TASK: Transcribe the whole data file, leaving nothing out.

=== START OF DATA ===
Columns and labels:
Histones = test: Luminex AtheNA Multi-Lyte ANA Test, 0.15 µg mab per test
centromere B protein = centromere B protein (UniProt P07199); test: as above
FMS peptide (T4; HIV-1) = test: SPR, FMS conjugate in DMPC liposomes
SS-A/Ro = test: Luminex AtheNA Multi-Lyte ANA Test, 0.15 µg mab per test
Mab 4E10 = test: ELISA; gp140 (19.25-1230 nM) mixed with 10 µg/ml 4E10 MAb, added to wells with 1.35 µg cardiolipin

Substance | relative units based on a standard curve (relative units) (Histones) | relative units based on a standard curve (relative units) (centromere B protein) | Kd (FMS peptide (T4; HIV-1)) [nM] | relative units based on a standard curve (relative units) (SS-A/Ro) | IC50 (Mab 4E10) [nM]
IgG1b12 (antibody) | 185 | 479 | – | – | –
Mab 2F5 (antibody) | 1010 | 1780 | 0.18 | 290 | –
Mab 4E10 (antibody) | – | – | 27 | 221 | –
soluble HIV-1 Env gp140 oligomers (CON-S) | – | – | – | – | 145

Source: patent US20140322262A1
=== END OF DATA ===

Columns and labels:
Histones = test: Luminex AtheNA Multi-Lyte ANA Test, 0.15 µg mab per test
centromere B protein = centromere B protein (UniProt P07199); test: as above
FMS peptide (T4; HIV-1) = test: SPR, FMS conjugate in DMPC liposomes
SS-A/Ro = test: Luminex AtheNA Multi-Lyte ANA Test, 0.15 µg mab per test
Mab 4E10 = test: ELISA; gp140 (19.25-1230 nM) mixed with 10 µg/ml 4E10 MAb, added to wells with 1.35 µg cardiolipin

Substance | relative units based on a standard curve (relative units) (Histones) | relative units based on a standard curve (relative units) (centromere B protein) | Kd (FMS peptide (T4; HIV-1)) [nM] | relative units based on a standard curve (relative units) (SS-A/Ro) | IC50 (Mab 4E10) [nM]
IgG1b12 (antibody) | 185 | 479 | – | – | –
Mab 2F5 (antibody) | 1010 | 1780 | 0.18 | 290 | –
Mab 4E10 (antibody) | – | – | 27 | 221 | –
soluble HIV-1 Env gp140 oligomers (CON-S) | – | – | – | – | 145

Source: patent US20140322262A1